That first year, 1,000 shopping malls in this country did what she asked on Memorial Day. They announced the moment of silence at 3 p.m.; so did several baseball stadiums, including those of the Yankees and Orioles; so did transportation centers, such as Chicago’s O’Hare International Airport, Amtrak, and bus lines. Several amusement parks announced the moment of silence.
Each year since 1996, the “No Greater Love Foundation” has worked to expand the campaign further. The goal is for every American to hear an announcement on Memorial Day at 3 p.m., calling for a moment of silence, one minute out of the year to remember those who made the greatest possible sacrifice.
I encourage you to join in the effort to spread the word about the Memorial Day moment of silence, to make it observed in more places.
Carmella LaSpada is one person who started a nationwide campaign. There are others who have made a difference taking action on a smaller scale, in their school, in their community, and one-on-one.
In Lincoln, Vermont, on the first school day after Memorial Day, the children of the elementary school walk about a mile from their schoolhouse to the village cemetery. About 100 students from kindergarten to sixth grade, along with the teachers and staff, pick dandelions along the way to decorate the graves.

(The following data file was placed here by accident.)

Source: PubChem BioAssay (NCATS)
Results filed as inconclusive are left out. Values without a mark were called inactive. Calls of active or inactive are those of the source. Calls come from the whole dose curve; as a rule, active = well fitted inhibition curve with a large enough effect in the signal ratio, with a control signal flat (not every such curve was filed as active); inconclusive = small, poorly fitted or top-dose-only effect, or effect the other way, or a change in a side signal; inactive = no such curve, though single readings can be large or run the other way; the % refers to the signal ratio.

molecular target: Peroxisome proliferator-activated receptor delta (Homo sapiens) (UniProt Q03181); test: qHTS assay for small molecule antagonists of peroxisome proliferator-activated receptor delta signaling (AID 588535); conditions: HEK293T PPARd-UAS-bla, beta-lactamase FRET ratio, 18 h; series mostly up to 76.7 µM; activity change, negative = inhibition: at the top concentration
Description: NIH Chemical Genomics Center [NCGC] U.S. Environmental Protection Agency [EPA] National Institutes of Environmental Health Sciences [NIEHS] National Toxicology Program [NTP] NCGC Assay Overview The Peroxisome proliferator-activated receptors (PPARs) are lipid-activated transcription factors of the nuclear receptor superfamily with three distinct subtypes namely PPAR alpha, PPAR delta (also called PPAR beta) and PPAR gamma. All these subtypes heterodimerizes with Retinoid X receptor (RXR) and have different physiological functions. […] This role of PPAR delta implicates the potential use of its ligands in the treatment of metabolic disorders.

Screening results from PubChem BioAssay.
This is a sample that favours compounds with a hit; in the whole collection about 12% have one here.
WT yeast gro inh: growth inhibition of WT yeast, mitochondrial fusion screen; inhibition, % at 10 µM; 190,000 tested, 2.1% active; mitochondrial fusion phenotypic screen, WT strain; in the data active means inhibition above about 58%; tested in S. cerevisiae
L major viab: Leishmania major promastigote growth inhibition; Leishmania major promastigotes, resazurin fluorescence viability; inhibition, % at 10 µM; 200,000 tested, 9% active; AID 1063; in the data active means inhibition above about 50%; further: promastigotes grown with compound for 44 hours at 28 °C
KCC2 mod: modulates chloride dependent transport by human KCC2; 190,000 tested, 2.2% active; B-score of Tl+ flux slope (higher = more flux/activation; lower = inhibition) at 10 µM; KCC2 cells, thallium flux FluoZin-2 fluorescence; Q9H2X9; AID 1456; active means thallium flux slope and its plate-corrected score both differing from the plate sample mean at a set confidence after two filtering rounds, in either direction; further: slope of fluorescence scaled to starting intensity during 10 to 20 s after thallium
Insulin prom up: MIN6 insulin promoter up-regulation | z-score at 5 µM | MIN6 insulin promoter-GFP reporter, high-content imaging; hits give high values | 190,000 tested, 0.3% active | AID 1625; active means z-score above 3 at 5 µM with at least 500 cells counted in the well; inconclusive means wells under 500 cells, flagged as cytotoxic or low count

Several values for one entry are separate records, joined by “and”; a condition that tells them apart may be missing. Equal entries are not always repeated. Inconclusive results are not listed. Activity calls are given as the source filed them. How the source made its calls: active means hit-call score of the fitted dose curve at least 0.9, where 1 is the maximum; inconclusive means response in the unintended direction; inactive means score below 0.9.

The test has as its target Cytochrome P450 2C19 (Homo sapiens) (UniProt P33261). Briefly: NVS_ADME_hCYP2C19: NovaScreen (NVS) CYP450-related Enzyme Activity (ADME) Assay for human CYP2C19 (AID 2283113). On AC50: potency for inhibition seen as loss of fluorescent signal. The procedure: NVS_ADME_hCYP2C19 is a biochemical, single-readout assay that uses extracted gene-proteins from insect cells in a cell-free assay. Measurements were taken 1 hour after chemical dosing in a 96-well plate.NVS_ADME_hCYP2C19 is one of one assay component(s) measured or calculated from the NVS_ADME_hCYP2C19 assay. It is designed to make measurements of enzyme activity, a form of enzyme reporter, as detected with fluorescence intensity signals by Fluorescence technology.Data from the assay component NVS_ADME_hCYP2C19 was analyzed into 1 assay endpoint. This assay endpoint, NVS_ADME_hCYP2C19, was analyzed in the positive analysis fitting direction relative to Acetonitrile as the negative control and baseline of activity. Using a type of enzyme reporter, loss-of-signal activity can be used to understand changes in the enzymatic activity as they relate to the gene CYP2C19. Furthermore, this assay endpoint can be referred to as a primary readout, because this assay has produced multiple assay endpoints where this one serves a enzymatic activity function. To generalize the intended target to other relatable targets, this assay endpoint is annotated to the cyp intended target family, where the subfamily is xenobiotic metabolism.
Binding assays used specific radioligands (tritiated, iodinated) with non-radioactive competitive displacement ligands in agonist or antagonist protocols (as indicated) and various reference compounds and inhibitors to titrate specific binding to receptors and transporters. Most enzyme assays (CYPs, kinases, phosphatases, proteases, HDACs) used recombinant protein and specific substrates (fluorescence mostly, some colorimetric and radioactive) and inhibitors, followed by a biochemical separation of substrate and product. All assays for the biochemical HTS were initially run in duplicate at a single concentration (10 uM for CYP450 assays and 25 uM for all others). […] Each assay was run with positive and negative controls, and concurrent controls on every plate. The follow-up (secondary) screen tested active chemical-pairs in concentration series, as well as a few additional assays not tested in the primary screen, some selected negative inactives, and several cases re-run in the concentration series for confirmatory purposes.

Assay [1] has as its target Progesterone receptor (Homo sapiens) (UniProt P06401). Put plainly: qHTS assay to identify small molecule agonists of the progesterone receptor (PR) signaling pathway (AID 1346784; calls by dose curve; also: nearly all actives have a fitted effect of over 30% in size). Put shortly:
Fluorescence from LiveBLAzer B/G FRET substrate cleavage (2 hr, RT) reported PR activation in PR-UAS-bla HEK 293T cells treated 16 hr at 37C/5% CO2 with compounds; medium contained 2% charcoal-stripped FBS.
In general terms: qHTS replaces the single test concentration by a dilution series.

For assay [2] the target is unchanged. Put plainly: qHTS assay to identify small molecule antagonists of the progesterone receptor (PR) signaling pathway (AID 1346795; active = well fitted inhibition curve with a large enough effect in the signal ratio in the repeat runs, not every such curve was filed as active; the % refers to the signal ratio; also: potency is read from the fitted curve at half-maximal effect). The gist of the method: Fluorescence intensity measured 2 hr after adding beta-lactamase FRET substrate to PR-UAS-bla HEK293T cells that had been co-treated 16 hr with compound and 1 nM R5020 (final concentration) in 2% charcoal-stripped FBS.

In Corvallis, Oregon, the granddaughter of a veteran started a Veterans Day celebration in her middle school. That’s the type of grass roots effort that can make a difference for Memorial Day or Veterans Day or any day to help reconnect our children to our history.
The students of Ritter Elementary School in Allentown, Pennsylvania, honor veterans each year at a special Veterans Day Program where the children sing songs of praise and recognize what veterans have done for our country. Those same children started a project called “Penny Power for Veterans.” They asked 40,000,000 Americans to donate just one penny to help build the Korea-Vietnam Veterans Memorial Education Center in Allentown, Pennsylvania.